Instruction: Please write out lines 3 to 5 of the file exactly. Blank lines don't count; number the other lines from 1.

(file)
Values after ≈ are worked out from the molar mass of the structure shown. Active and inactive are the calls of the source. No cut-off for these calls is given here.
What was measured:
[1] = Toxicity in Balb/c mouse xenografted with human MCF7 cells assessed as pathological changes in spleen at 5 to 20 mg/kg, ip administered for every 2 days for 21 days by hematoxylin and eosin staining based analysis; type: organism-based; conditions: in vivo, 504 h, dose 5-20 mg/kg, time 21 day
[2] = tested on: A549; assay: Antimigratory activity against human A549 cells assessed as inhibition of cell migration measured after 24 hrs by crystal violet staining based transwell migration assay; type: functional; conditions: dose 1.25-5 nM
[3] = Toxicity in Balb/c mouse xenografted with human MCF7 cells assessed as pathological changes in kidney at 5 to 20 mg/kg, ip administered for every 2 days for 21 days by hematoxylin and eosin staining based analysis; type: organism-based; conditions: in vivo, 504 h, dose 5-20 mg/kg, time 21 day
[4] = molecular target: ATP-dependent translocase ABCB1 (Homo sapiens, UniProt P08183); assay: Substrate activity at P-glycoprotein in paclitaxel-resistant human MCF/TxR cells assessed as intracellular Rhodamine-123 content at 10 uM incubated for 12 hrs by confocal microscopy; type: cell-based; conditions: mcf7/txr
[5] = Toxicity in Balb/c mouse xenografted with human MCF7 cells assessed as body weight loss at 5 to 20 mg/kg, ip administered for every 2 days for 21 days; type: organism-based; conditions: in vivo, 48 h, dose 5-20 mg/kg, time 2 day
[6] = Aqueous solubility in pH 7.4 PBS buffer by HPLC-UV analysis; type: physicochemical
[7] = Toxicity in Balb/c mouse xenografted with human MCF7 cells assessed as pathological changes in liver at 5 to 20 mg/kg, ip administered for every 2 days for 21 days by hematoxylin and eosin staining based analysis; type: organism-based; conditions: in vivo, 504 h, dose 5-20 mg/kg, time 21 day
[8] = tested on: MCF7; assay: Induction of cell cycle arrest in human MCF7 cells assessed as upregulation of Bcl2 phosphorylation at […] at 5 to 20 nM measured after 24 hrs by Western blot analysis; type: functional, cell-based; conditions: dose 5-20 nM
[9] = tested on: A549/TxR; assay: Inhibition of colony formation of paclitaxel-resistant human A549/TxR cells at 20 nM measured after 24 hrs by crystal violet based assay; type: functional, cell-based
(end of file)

[1] = Toxicity in Balb/c mouse xenografted with human MCF7 cells assessed as pathological changes in spleen at 5 to 20 mg/kg, ip administered for every 2 days for 21 days by hematoxylin and eosin staining based analysis; type: organism-based; conditions: in vivo, 504 h, dose 5-20 mg/kg, time 21 day
[2] = tested on: A549; assay: Antimigratory activity against human A549 cells assessed as inhibition of cell migration measured after 24 hrs by crystal violet staining based transwell migration assay; type: functional; conditions: dose 1.25-5 nM
[3] = Toxicity in Balb/c mouse xenografted with human MCF7 cells assessed as pathological changes in kidney at 5 to 20 mg/kg, ip administered for every 2 days for 21 days by hematoxylin and eosin staining based analysis; type: organism-based; conditions: in vivo, 504 h, dose 5-20 mg/kg, time 21 day